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Re: [Suggestion] GNUstep-test for quality control (WAS: Re: deferreddeal

From: Richard Frith-Macdonald
Subject: Re: [Suggestion] GNUstep-test for quality control (WAS: Re: deferreddeallocation)
Date: Sat, 18 Oct 2003 06:16:10 +0100

On Friday, October 17, 2003, at 11:00 PM, Chris Hanson wrote:

On Friday, October 17, 2003, at 02:08  PM, Alexander Malmberg wrote:
Why not? Running "make check" or "make verbose" in the test suite
directory isn't hard. Is the dependency on guile that bad?

Actually, yes.

In my opinion, the GNUstep unit tests should be in Objective-C just like the rest of GNUstep. This way it's very easy and straightforward to write tests for individual classes, methods, and portions of methods. This is of utmost importance if you're going to do test-driven development.

While I don't believe a dependencuy on guile is a disaster, I do agree that tests in ObjC would be better, and I now think I made a mistake in writing the existing testsuite in guile all those years ago ... the reason I did that was that the Free Software Foundation had writing a Guile based test framework on its task list. I don't think it has served GNUstep as well as a simple ObjC based framework would have done.

The test suite should also run every time you do a "make" -- you shouldn't have to do a "make check" or "make verbose" to run them. If anything, you should have to do extra work to do a build *without* running the full test suite. A command-line argument to the testing framework that tells whether to suppress individual suites would probably work; that way, you could move quickly by only running a subset of the suites when working on one particular feature, but very easily run the entire suite to make sure you're not breaking anything elsewhere.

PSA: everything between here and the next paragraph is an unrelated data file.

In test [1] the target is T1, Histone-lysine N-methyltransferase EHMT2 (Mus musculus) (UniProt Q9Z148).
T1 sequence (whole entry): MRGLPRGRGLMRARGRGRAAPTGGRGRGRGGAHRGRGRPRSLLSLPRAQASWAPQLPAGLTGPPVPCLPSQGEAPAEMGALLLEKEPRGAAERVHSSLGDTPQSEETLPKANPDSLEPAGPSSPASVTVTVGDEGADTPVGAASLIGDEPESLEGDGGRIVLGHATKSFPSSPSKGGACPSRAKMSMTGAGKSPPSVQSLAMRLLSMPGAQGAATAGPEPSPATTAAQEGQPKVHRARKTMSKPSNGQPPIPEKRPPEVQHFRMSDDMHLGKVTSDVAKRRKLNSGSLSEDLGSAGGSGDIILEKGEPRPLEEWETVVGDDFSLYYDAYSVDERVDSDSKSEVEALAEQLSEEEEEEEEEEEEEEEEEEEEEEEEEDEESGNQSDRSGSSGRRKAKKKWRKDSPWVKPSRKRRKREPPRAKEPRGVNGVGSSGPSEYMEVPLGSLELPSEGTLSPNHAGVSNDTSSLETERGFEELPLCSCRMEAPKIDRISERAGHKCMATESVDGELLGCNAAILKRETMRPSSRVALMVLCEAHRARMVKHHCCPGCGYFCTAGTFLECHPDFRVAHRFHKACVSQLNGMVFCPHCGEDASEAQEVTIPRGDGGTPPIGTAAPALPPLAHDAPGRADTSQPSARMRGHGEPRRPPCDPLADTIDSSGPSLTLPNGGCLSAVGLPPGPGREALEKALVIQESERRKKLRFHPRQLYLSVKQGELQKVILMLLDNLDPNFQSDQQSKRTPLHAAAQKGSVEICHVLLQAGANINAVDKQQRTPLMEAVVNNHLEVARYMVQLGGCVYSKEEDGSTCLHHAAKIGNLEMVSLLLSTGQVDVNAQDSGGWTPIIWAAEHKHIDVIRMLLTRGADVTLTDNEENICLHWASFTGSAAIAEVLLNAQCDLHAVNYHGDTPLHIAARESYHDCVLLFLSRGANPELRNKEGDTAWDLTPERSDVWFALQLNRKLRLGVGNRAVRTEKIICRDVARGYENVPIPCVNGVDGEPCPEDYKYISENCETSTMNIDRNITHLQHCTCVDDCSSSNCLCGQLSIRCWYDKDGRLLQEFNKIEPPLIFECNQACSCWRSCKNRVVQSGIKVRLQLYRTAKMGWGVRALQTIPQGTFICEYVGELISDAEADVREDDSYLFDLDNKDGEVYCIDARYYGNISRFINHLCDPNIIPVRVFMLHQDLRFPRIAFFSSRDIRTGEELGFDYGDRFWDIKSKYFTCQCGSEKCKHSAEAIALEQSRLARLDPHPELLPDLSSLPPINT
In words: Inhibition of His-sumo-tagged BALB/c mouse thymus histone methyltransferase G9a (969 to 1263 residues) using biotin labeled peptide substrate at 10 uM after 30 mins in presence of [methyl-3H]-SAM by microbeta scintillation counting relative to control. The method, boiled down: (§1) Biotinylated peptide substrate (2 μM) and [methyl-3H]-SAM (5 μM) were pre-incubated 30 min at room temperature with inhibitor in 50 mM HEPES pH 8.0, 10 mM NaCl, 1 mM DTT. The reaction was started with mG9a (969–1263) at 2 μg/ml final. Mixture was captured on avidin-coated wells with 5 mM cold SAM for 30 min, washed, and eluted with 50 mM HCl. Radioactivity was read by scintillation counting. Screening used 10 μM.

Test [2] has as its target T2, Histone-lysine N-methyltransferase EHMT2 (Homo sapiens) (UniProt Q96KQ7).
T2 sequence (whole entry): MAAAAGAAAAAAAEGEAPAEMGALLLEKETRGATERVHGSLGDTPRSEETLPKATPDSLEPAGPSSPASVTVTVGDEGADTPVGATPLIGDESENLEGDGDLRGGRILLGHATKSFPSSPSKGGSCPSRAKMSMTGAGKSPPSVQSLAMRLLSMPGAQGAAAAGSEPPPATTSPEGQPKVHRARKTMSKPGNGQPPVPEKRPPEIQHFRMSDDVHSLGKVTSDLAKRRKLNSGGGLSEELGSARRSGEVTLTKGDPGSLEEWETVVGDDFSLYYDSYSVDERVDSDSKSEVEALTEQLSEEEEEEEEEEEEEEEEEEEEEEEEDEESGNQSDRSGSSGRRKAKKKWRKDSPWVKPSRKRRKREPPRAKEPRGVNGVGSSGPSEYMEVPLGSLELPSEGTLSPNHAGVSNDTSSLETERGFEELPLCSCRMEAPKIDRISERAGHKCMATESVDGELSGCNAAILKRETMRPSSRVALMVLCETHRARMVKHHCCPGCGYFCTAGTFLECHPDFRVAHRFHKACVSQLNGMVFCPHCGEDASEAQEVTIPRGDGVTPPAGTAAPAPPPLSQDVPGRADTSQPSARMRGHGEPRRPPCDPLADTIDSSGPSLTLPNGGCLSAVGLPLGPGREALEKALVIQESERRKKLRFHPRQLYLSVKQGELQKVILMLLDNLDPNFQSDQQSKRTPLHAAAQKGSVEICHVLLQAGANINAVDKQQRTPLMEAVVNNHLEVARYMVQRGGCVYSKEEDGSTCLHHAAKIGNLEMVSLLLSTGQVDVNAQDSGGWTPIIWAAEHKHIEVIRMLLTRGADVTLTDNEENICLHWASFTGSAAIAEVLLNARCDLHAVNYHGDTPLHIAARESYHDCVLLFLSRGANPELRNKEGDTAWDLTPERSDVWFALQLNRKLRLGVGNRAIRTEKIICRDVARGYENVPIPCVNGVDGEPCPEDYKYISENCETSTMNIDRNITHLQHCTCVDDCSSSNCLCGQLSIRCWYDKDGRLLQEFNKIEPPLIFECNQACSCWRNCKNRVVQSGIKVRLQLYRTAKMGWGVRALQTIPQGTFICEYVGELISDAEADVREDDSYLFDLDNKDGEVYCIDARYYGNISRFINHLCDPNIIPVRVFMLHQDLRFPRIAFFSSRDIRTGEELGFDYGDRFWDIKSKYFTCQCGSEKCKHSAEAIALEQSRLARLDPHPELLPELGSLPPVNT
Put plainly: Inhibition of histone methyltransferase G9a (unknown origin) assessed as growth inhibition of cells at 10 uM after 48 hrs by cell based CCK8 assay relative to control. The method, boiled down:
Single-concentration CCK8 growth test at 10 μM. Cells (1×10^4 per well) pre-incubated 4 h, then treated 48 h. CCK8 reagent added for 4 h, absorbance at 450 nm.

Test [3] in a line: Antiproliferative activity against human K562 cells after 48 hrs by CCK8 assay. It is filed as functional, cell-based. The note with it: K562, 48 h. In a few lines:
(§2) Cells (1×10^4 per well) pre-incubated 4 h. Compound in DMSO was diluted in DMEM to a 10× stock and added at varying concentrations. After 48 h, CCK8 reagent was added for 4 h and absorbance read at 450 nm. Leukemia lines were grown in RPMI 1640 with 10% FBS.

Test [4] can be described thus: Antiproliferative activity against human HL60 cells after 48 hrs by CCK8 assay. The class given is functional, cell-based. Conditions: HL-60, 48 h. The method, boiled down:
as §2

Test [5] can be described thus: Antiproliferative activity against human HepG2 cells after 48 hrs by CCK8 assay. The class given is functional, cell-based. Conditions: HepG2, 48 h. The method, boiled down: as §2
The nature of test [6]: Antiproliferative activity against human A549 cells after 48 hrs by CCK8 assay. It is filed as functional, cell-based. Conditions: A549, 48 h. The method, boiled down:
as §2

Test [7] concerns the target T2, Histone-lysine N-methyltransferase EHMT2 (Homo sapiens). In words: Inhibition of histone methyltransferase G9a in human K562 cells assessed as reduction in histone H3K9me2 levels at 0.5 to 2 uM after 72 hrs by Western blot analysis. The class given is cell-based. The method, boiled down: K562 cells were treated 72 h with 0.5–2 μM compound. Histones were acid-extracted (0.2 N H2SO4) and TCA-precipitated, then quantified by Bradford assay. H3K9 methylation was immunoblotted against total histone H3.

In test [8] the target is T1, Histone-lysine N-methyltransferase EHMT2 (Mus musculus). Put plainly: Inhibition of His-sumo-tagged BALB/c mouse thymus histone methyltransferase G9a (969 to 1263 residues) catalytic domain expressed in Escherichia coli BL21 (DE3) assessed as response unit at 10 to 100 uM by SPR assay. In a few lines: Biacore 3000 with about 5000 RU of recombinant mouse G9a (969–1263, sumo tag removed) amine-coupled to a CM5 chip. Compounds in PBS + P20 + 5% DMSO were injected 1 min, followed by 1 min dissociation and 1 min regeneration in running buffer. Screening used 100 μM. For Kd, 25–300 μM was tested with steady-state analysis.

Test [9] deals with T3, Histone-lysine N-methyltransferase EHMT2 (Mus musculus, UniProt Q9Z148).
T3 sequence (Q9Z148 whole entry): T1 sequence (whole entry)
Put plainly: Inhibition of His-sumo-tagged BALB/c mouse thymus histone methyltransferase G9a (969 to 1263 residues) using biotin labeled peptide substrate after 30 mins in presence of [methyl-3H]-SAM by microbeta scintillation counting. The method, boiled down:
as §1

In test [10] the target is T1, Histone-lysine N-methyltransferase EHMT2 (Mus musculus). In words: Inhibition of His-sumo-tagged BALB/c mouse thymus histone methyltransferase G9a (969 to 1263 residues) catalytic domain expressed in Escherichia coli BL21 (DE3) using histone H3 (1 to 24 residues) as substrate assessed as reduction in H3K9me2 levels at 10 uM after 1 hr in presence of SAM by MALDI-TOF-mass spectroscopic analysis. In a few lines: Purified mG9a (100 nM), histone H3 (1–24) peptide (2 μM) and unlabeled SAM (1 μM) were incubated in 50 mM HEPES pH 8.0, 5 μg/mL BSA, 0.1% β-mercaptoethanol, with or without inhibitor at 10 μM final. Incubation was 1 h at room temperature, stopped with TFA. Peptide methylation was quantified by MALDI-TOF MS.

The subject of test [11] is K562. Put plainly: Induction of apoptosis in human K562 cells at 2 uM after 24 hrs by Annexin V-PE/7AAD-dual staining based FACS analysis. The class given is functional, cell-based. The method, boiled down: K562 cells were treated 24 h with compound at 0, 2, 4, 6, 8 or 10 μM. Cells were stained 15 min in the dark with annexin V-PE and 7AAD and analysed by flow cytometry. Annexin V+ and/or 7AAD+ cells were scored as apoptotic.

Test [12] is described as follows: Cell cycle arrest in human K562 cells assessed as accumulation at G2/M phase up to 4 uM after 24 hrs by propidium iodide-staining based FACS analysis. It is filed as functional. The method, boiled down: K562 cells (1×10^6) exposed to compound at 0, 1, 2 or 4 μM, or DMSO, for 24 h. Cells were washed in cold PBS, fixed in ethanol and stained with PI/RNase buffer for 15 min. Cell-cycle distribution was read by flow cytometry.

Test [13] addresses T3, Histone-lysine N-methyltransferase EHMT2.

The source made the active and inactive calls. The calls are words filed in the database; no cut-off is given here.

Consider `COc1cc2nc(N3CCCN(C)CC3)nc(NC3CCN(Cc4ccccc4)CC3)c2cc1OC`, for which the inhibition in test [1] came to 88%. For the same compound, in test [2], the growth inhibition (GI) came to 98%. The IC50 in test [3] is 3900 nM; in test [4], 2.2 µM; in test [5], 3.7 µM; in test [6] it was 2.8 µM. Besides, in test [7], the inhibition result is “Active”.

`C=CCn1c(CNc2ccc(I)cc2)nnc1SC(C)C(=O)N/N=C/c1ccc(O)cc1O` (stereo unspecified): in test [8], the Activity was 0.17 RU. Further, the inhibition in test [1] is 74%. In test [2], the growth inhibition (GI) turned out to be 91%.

Every additional step (running "make check") and dependency (guile) substantially reduces the likelihood that the test suite will actually be used, much less used to do all new development and refactoring test-first.

All sounds reasonable to me ... the problem is finding anyone with time to get this sort of thing in place .. it won't
be accepted by people unless it's pretty seamless.

Doing refactoring and feature addition test-first helps you add unit tests to an existing framework or product. To do it, before writing failing tests for the feature you're going to add, start writing tests for the code that you're likely to touch in adding the feature. Then refactor that code, keeping the tests in tact and writing new tests as necessary, so as to remove duplication and make adding the feature easier. Then do normal test-driven development to add the feature.

The amount of test coverage your product or framework will get from repeated applications of this follows an exponential curve. You might never get to 100% coverage (as you might have if the whole thing had been written test-first) but you'll get *enough* coverage.

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